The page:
I surely did not want anything to do with that disreputable situation. But praying was part of my daily routine of living, so when next I bowed to pray, the Holy Spirit was on hand to see that I did not forget. To my dismay the answer came immediately and unmistakably clear, “I want you there”.
I said, “But Lord, if I cannot get along on $3,000 a year, how will I do without any salary, for they do not offer any set salary.” The Lord replied, “Are not my promises in Philippians 4:9 and II Corinthians 9:8 enough?”
I went. Nine years, innumerable miracles of providence and 160 funerals later (in my arguments against accepting I had told the Lord I could not stand the strain of conducting funerals), while I was on my way over to the church one day, He said, “You have finished what I wanted you to do here. You may leave now”. So I went into the church and submitted my resignation to take effect in three months, as our by-laws required.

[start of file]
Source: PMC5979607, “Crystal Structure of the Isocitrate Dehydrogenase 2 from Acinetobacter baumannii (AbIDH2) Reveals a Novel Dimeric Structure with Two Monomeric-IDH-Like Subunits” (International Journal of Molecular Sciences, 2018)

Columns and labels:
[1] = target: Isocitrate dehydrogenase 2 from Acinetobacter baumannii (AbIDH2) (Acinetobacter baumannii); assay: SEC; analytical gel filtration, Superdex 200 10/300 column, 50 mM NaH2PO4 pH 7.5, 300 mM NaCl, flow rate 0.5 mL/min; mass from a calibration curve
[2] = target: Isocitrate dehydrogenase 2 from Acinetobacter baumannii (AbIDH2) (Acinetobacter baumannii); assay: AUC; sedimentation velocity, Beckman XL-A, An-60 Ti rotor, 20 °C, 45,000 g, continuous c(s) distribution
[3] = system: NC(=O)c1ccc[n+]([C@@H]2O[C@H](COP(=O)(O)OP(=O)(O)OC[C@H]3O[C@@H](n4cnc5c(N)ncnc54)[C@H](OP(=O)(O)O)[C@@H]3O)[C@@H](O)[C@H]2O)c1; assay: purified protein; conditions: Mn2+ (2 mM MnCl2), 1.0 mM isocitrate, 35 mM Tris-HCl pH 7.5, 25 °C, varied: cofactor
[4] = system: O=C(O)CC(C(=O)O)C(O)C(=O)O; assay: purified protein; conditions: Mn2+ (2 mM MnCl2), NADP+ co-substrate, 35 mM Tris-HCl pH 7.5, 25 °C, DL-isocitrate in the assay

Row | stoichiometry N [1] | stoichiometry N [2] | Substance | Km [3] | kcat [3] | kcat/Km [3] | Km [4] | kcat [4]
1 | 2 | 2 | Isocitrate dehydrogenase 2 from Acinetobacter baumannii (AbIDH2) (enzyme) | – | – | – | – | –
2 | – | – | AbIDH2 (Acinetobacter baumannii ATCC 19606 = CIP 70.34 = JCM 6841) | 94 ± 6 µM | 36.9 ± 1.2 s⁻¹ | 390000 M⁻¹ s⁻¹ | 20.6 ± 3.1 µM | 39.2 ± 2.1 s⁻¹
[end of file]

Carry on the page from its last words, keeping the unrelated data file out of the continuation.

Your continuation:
The three months passed quickly and I found myself delivering my last message as pastor on Sunday evening, October 1, 1941. Still I had receive no word concerning His will regarding my next appointment. The next morning before our breakfast activities were complete, a car drove into the yard. He was a farmer from Houlton, a distance of about twenty-five miles.
“What are you going to do now, Pastor?” were his first words as he entered the house. “I do not know”, was my reply. “I am just waiting for orders from on High”.
“I do not know what the Lord wants”, he said. “But I do know that I have a house in Houlton, and my tithe will cover its rent as long as you need it. I will send a truck to move you there”.